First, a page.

About

Marjorie Hudson was born in a small town in Illinois, grew up in Washington, D.C., and now lives on her husband’s family farm in Chatham County, North Carolina.  Hudson’s stories, essays, and poems explore themes of attachment to the land and a yearning for community deeply threaded through American history and contemporary life.

Her story collection, Accidental Birds of the Carolinas, is a PEN/Hemingway Honorable Mention for Distinguished First Fiction, a Novello Literary Award Finalist, and Perpetual Folly Best Story Collection of the Year, as well as a nominee for the Southern Indie Booksellers Alliance Southern Book Prize. Called “A field guide to the human species in transition” (Doris Betts), Hudson’s collection has evoked reviewer comparisons to Thomas Hardy, Isabelle Allende, and Alice Munro.

Hudson’s creative nonfiction book, Searching for Virginia Dare, is a North Carolina Arts Council Notable Book, and was reviewed and recommended by Our State magazine, North Carolina Literary Review, NC Library Journal, and the The Junior Tar Heel Historian.  It has been a featured selection of the Reading on the Road book club at Bookwomen Center for Feminist Reading/Minnesota Women’s Press, and has been used in creative writing programs from East Carolina University’s Masters to the MFA program at University of Alaska – Anchorage. A new edition from Press 53 includes a 33-page essay documenting new research and travels to Rome, London, and the Outer Banks of North Carolina.

Hudson’s poetry, fiction, and essays have been published in many journals and magazines, including Story, Storytelling Magazine, Garden & Gun, Yankee, West Branch, National Parks, American Land Forum, and North Carolina Literary Review. Hudson writes lyrically on topics ranging from pond fishing to Sufi dancing, extraordinary dogs to English explorers, the artist’s life to the life of the monarch butterfly. Her work has been collected in five anthologies.

Hudson’s work has also garnered a NC Arts Council Fellowship, a Blumenthal Readers and Writers  Award, two North Carolina Arts Council Emerging Artist Grants, and Fellowships from the Hemingway Foundation, Ucross Foundation, Hedgebrook Retreat for Women Writers, and Headlands Center for the Arts. Since 1993 she has been a frequent writer in residence at Weymouth Center for the Arts. Her stories “The Clearing” and “Self-Portrait in Camouflage” were Pushcart Special Mentions.

She is founder of the Kitchen Table Writers, featuring rigorous, supportive craft study and manuscript critique in weekly workshops since 2009.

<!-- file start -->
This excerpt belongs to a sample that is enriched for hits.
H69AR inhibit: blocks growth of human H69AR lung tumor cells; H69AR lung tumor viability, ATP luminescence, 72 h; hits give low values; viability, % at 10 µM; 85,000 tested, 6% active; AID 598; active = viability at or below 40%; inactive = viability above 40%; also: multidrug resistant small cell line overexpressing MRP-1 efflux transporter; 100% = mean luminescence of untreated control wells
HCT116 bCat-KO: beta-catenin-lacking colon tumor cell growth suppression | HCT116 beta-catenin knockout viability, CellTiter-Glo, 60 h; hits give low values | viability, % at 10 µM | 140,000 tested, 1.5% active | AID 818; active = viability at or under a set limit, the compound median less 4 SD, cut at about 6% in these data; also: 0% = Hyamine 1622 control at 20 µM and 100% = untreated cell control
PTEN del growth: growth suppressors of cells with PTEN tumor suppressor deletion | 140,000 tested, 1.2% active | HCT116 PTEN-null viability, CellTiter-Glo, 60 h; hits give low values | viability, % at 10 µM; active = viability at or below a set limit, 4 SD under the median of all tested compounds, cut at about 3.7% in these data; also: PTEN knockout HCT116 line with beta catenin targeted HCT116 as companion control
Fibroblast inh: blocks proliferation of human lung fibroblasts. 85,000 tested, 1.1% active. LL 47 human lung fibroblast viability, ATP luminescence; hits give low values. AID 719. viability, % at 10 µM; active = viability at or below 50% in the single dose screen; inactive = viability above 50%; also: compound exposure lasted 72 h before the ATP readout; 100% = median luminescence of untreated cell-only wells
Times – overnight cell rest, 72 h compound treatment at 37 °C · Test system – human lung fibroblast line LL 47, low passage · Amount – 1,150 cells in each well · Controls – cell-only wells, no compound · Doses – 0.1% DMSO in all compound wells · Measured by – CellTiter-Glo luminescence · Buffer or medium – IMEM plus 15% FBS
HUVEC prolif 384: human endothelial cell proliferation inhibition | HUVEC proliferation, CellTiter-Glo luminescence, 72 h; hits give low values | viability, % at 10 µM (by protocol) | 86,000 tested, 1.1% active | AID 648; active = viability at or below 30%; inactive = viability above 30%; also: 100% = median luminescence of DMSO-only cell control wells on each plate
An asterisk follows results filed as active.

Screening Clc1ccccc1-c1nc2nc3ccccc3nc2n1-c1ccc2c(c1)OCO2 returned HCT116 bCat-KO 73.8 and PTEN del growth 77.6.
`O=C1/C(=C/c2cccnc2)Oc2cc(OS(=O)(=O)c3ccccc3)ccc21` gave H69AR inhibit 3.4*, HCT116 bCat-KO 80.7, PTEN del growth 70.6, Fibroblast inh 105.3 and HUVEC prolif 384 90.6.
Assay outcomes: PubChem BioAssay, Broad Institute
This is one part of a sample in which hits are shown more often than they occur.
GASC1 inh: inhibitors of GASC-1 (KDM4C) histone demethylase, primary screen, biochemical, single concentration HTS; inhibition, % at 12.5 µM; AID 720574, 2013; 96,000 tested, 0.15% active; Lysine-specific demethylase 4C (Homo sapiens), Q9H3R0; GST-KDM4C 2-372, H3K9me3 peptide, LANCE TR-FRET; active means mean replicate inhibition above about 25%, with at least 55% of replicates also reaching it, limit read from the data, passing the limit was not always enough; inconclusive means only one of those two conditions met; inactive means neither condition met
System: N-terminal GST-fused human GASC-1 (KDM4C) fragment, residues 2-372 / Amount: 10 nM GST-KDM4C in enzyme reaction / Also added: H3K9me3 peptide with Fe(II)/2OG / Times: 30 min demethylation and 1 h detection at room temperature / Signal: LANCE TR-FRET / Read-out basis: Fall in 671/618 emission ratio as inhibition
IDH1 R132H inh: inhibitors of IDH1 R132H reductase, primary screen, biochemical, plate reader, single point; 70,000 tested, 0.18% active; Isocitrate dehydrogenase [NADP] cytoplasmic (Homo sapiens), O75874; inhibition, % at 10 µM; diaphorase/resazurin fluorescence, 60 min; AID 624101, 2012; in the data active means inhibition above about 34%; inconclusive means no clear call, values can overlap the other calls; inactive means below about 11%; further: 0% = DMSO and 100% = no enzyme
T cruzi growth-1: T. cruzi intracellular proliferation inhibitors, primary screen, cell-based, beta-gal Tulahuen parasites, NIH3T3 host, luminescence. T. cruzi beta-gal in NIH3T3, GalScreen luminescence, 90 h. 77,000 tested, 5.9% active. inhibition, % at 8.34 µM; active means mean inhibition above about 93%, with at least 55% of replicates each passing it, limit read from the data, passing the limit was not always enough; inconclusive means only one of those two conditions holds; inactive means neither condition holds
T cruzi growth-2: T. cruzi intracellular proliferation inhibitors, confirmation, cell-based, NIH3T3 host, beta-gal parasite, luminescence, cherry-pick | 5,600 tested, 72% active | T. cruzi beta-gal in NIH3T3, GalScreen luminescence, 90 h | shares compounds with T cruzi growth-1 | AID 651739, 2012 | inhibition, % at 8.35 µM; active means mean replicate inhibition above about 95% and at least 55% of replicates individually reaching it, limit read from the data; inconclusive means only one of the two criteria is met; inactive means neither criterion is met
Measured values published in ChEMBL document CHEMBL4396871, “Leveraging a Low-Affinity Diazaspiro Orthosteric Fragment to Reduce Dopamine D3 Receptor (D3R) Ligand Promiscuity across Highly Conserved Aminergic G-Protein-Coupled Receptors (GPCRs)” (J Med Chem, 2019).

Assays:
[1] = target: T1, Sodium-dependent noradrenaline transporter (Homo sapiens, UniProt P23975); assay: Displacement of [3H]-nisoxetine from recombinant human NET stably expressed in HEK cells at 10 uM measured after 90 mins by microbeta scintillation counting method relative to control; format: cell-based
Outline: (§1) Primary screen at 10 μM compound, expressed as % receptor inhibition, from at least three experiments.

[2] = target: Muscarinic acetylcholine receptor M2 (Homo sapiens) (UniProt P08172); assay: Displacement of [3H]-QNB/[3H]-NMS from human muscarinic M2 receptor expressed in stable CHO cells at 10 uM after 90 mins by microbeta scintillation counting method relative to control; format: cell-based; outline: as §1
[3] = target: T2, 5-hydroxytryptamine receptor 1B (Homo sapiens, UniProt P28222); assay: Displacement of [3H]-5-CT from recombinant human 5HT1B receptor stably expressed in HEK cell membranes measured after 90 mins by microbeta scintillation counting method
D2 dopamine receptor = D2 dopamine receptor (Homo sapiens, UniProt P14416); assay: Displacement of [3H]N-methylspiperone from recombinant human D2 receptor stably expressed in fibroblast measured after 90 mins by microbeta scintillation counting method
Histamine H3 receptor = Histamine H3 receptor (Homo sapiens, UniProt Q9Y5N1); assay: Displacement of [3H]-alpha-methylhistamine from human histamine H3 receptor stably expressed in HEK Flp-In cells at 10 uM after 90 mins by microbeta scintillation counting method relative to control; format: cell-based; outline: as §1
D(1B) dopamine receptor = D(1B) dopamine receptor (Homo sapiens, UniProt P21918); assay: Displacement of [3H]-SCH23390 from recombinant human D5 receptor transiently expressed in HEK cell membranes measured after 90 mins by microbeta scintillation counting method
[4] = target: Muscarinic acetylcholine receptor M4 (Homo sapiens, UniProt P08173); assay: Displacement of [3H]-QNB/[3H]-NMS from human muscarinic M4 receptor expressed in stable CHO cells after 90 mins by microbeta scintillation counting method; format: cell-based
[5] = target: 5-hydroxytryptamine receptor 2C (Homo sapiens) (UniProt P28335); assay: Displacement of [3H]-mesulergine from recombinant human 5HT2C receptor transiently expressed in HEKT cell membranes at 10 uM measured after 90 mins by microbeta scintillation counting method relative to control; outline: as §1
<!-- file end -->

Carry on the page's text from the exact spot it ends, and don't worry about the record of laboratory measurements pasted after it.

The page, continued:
Community Work and Collaborations

Listed in the NC Arts Council Artists Directory, Hudson has served as a board member of her local arts council and a leader of environmental and literary organizations, notably the George Moses Horton Project and Jubilee, a celebration of the life and work of George Moses Horton, slave poet of Chatham County. Other projects include a series of inventive, collaborative Community Reads featuring Khaled Hosseini and Sue Monk Kidd. Hudson was a founding leader for three other community programs, the Haw River Festival, the Chatham Artists Studio Tour, and the Central Carolina Community College Creative Writing Certificate Program. She is a graduate of American University and holds an MFA in Creative Writing from Warren Wilson College.

Selected Essays and Reviews

A Journey Among Strangers, review of Scott Huler’s A Delicious Country

Going to Afghanistan: How The Kite Runner Opened our Eyes, Broke Our Hearts, and Changed our Lives in Chatham County, North Carolina (pdf)

Marjorie Hudson, Among the Tuscarora: The Strange and Mysterious Death of John Lawson, Gentleman, Explorer, and Writer, North Carolina Literary Review, 1992

2 thoughts on “About

  • at 3:18 pm
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    thank you so much! I have to admit, it’s just the honorable mention, Teju Cole won the big prize. But I am claiming it as a great honor! Sweet to get national recognition for a book that could be easily pegged as regional. –Marjorie

  • at 6:31 pm
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    I plan on buying a few of Birds to share with northern friends I have left behind, as I also feel embraced here by North Carolina and as well an outsider. Heard you on NPR this afternoon and I was so glad I did. I enjoyed hearing you read and will look forward to attending a public reading in future. Congratulations on winning the PEN Hemingway award!

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